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Sunday, January 07, 2007

day 2: hauy that's magnificent

It was impossible to reduce so much beauty and activity into one small post, so here is another record of our adventures on the Peninsula. This map of Tasmania shows you exactly where we were.

Day 2 we decided to journey into the wilderness - us and hundreds of others. All of us so busy trying to escape the crowds that we created our own! It didn't ruin the beauty - we exchanged knowing smiles with one another, subtly acknowledging our shared appreciation of the sites.

Our wilderness experience began with a drive into the Tasman National Park. Click here for a map. At road end we tumbled out of the car to discover Fortesque Beach.


From the beach we headed west, towards Cape Hauy. The Parks and Wildlife Service website states that the 4 hour return, moderate grade walk passes through a variety of heath and woodland to the magnificent views of steep cliffs and spectacular rock formations.

At times we felt we were walking through a moonscape, as some of the heath and woodland had been consumed by bushfire, but if we looked closely we could see the ground bursting with new growth.



The Parks and Wildlife Service were certainly right about the views! We discovered magnificence at almost every bend in the track.

Stunning coastline one direction...


...dramatic cliffs the other. Stunning.


Ah, did I mention the dramatic cliffs?



At times we were walking within inches of the edge, and once when Frank got close enough to peer over the side, it left him feeling just a little dizzy! With the brisk wind added in, it made for rather cautious stepping at times!

The whole day went from the sublime to the ridiculous. Beauty on a grand scale gave way to the delicate, fragile, tiny beauty of the wild flowers. I fell in love with them.


After several hours of walking in sandles (sturdy sandles, but I'll never wear them bushwalking again!), my thoughts started turning back to that beautiful beach. As the sweat dripped down my back I guzzled water and imagined cool refreshing water swathing my body as I plunged into the ocean.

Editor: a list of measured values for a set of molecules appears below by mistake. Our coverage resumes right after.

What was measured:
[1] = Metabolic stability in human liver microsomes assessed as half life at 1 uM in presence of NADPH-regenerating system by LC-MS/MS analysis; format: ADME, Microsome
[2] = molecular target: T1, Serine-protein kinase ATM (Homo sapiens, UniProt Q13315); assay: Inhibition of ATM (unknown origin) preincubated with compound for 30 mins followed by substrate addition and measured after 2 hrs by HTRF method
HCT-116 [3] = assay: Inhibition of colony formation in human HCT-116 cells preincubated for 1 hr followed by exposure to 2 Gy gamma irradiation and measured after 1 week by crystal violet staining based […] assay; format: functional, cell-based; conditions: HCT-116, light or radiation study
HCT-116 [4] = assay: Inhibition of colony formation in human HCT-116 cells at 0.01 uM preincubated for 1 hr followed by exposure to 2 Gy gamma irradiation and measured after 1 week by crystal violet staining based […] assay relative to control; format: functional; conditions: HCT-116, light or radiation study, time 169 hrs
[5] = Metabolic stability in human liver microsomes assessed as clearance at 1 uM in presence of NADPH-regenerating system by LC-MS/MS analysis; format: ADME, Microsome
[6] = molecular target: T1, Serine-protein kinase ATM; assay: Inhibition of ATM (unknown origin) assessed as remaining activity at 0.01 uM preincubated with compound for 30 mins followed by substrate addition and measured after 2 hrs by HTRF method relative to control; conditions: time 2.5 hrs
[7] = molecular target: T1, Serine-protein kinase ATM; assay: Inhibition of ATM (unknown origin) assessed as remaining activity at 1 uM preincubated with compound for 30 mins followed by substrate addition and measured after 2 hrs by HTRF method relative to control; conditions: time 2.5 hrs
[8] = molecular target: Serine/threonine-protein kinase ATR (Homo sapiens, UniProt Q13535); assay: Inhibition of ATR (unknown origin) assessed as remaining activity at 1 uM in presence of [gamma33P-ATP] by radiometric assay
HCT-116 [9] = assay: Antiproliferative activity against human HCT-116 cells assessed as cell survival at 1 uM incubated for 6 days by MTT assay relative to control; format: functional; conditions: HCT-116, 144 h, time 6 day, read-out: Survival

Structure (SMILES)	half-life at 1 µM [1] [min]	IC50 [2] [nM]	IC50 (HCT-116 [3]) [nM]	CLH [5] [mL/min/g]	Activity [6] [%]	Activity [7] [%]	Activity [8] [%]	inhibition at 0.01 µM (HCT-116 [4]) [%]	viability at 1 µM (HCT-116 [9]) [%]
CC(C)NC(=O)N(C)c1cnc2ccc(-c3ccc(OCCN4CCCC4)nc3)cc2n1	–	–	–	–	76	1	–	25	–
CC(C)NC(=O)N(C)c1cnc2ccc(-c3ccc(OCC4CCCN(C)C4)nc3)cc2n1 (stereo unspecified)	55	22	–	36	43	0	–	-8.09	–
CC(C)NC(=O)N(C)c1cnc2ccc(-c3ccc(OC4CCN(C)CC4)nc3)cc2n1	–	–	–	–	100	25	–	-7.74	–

When we did make it back, the water was certainly refreshing - in fact I think I can safely say it was the most refreshing swim I've ever had. (read: "the coldest, iciest swim I've ever had") I cooled down quickly after that one!

We sat on the beach until I got too cold, absorbing all we had seen and done and thanking God for such riches on our very doorstep.

4 Comments:

At 9:14 pm, January 07, 2007, Blogger Robyn said...

The Tasmanian Bureau for Tourism should be paying you! Stunning.

 
At 8:35 am, January 08, 2007, Anonymous Sandy said...

This is breathless. You are a very lucky lady to have this at your fingertips.

 
At 11:30 am, January 08, 2007, Blogger merry said...

It looks like you had a wonderful trip!

Hmm ... I need a vacation!

 
At 3:04 pm, January 08, 2007, Blogger Cecily said...

Merry, maybe you should vacation here?!

I gladly volunteer as tour guide for anyone who wants to come and visit!

Robyn, I will take up the commission suggestion with the department. :-) (I have a long history of tour guiding - whenever anyone visits me anywhere I carefully plan a tour with specially prepared commentary!)

 

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